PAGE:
There are many other instances of this visual motif throughout the issue and the rest of the series.  It is one of the things that comics can do so well, offering subtle visual cues that can enhance the mood or themes of a story.  This was one of the stated aims of Moore & Gibbons with Watchmen – to expand what was possible within the medium and to focus on the unique aspects of storytelling in comics without losing the basic premise, tell a good story.  It is this ambition, coupled with their respective talent, that spurs me to return to Watchmen year after year, only to discover something new with each reading that I hadn’t experienced before.    

Cover Image:  As we will see in future issues, a common design element for each of the twelve chapters is that the cover image is always an extreme close-up of the first panel within the issue proper, essentially making the cover the first panel of each issue.  Here we see a close-up of what will be one of the major recurring symbols throughout Watchmen – that of the smiley faced button with its spot of blood above the right eye.


Panel 1:  Introduction to Rorschach through his journal.  The initial statement: “Dog carcass in alley this morning, tire tread on burst stomach,” relates directly to a later issue in which we discover Rorschach’s origin and the incident that sent him over the edge to crazed vigilante.

We also see a storytelling technique that Moore & Gibbons use liberally throughout the book – though often for very different reasons.  That is, a bit of dialogue is juxtaposed against the image in order to, among other things, heighten readers’ awareness of events, comment upon two varying scenes, or offer a bit of irony to the audience.  In this case the statement: “I have seen its true face,” hangs just above the bloody smiley faced button in the gutter.

Panel 2:  Again, the juxtaposition of dialogue and imagery, as Rorschach writes: “The streets are extended gutters . . . full of blood” over a scene focused on a gutter that is full of blood.

Also, note the first clue to Rorschach’s identity as his feet walk out of the journal entry into the blood, foreshadowing the bloody path down which he and his fellow “heroes” are about to tread.

Panel 3:  First look at the man holding the “The End is Nigh” sign – whom I’ve seen dubbed the Doomsayer elsewhere but whose name we will discover is Walter Kovacs, alter-ego of Rorschach.

We also have more dialogue/imagery juxtaposition with Rorschach’s: “. . . I’ll look down and whisper ‘no.’ ”seen from a camera angle above the two men in the panel.

Panel 4:  And more juxtaposition as we read Rorschach’s journal entry:  “They could have followed in the footsteps of good men . . .” and see Kovacs’s bloody footprints lead away from the pool of blood.

Panel 5:  The camera angle continues to pull back higher and higher as Rorschach writes:  “. . . and didn’t realize that the trail led over a precipice . . .”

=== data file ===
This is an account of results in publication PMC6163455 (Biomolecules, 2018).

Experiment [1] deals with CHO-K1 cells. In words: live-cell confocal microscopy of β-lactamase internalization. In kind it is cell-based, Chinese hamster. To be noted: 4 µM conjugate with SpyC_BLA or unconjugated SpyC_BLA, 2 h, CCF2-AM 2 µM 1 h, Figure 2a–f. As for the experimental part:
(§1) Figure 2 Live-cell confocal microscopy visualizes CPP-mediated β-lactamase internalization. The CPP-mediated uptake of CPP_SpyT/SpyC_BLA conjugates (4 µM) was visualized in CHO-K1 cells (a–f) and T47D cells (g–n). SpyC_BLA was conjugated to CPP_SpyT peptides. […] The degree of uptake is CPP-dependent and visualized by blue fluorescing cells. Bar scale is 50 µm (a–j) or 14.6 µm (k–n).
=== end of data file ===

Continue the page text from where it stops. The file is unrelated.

Also note our first clue as to who killed the Comedian.  The large truck in front of the bloodstained sidewalk sports a pyramid within a circle, the corporate logo for Adrian Veidt’s companies.

Panel 6:  The camera rises still higher as the pool of blood becomes nothing but a spot on the scenery below.  Rorschach writes:  “. . . the whole world stands on the brink, staring down into bloody hell . . .” which also foreshadows later events.

And the statement:  “. . . nobody can think of anything to say.” carries over into

Panel 7:  as an ironic comment on the detective’s flippant remark:  “That’s quite a drop.”

This panel, and the slow pan away from the gutter in panels one through six, also highlights a visual theme for this issue, that of great heights (whether that of these skyscrapers or, figuratively, those heights to which the heroes once attained) and staring down into the abyss.


Panel 1:  Detective #2:  “Do you think you black out before you hit the sidewalk, or what?” 
This question will be answered in a later flashback.

Also, in the distant background we see one of the zeppelins that will pepper the skylines of the book, signifying this is a different Earth from ours, and also symbolically displaying the reality that Dr. Manhattan – whose symbol is a hydrogen atom, which would be the fuel for the zeppelins – is looming above everything in this brave new world.

Panel 3:  With this panel, we see something novel for comics in the mid-80s, though more commonly utilized today – the use of color to evoke an emotion or imprint a scene or scenes with a common hue.  The flashback scenes of Edward Blake’s murder are all bathed in red.

Panel 5:  “He would have put up some kind’a fight, I’m certain.”  We can see with the imagery – and again, we see the juxtaposition between words and images – just how hard a time the victim was having of it, despite his physical size.

Panel 7:  “Maybe he just got soft.” 
Again, this statement juxtaposes with the imagery, and we can see that, although he’s taking a pounding, Blake is someone who has not lived a soft life.  We also see that, contrary to the theory these detectives are positing, it appears it was only one person that took out Blake.  Of course, the point of view of the reader is such, that this is not conclusive. 

Panel 8:  “It’s Vice President Ford!”